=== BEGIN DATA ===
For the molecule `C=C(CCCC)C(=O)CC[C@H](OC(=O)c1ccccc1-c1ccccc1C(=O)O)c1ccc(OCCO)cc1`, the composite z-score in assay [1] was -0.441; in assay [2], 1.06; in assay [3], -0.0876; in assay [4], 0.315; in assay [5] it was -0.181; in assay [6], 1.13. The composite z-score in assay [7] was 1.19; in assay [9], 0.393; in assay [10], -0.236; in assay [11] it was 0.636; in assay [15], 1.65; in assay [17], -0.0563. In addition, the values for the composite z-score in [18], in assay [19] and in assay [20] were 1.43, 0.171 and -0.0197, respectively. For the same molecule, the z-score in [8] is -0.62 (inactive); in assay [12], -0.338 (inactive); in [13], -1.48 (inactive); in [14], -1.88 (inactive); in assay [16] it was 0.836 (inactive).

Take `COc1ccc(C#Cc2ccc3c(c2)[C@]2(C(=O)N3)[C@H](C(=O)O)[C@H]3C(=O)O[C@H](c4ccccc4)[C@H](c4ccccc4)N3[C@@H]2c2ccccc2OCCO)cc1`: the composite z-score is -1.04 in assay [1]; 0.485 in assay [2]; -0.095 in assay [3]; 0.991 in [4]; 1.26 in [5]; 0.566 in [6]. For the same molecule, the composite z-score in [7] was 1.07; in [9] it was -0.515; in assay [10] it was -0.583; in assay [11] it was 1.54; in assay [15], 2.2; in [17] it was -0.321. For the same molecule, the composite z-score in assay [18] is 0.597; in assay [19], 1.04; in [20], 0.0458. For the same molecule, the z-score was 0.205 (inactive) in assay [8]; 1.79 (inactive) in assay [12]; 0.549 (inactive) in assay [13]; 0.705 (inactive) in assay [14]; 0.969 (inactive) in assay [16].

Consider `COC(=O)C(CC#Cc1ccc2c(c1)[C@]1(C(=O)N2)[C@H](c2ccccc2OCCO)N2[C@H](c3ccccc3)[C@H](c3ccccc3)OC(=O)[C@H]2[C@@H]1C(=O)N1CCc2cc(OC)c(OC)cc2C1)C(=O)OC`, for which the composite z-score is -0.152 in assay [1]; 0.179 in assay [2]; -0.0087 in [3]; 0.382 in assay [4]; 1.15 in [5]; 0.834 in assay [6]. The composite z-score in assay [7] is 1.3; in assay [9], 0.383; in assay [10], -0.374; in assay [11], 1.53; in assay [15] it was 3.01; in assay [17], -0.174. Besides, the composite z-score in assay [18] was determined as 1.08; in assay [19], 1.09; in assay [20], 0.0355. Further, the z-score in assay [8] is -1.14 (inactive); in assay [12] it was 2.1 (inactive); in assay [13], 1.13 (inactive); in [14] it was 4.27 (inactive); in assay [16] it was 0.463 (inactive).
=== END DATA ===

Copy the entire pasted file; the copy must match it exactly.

For the molecule `C=C(CCCC)C(=O)CC[C@H](OC(=O)c1ccccc1-c1ccccc1C(=O)O)c1ccc(OCCO)cc1`, the composite z-score in assay [1] was -0.441; in assay [2], 1.06; in assay [3], -0.0876; in assay [4], 0.315; in assay [5] it was -0.181; in assay [6], 1.13. The composite z-score in assay [7] was 1.19; in assay [9], 0.393; in assay [10], -0.236; in assay [11] it was 0.636; in assay [15], 1.65; in assay [17], -0.0563. In addition, the values for the composite z-score in [18], in assay [19] and in assay [20] were 1.43, 0.171 and -0.0197, respectively. For the same molecule, the z-score in [8] is -0.62 (inactive); in assay [12], -0.338 (inactive); in [13], -1.48 (inactive); in [14], -1.88 (inactive); in assay [16] it was 0.836 (inactive).

Take `COc1ccc(C#Cc2ccc3c(c2)[C@]2(C(=O)N3)[C@H](C(=O)O)[C@H]3C(=O)O[C@H](c4ccccc4)[C@H](c4ccccc4)N3[C@@H]2c2ccccc2OCCO)cc1`: the composite z-score is -1.04 in assay [1]; 0.485 in assay [2]; -0.095 in assay [3]; 0.991 in [4]; 1.26 in [5]; 0.566 in [6]. For the same molecule, the composite z-score in [7] was 1.07; in [9] it was -0.515; in assay [10] it was -0.583; in assay [11] it was 1.54; in assay [15], 2.2; in [17] it was -0.321. For the same molecule, the composite z-score in assay [18] is 0.597; in assay [19], 1.04; in [20], 0.0458. For the same molecule, the z-score was 0.205 (inactive) in assay [8]; 1.79 (inactive) in assay [12]; 0.549 (inactive) in assay [13]; 0.705 (inactive) in assay [14]; 0.969 (inactive) in assay [16].

Consider `COC(=O)C(CC#Cc1ccc2c(c1)[C@]1(C(=O)N2)[C@H](c2ccccc2OCCO)N2[C@H](c3ccccc3)[C@H](c3ccccc3)OC(=O)[C@H]2[C@@H]1C(=O)N1CCc2cc(OC)c(OC)cc2C1)C(=O)OC`, for which the composite z-score is -0.152 in assay [1]; 0.179 in assay [2]; -0.0087 in [3]; 0.382 in assay [4]; 1.15 in [5]; 0.834 in assay [6]. The composite z-score in assay [7] is 1.3; in assay [9], 0.383; in assay [10], -0.374; in assay [11], 1.53; in assay [15] it was 3.01; in assay [17], -0.174. Besides, the composite z-score in assay [18] was determined as 1.08; in assay [19], 1.09; in assay [20], 0.0355. Further, the z-score in assay [8] is -1.14 (inactive); in assay [12] it was 2.1 (inactive); in assay [13], 1.13 (inactive); in [14] it was 4.27 (inactive); in assay [16] it was 0.463 (inactive).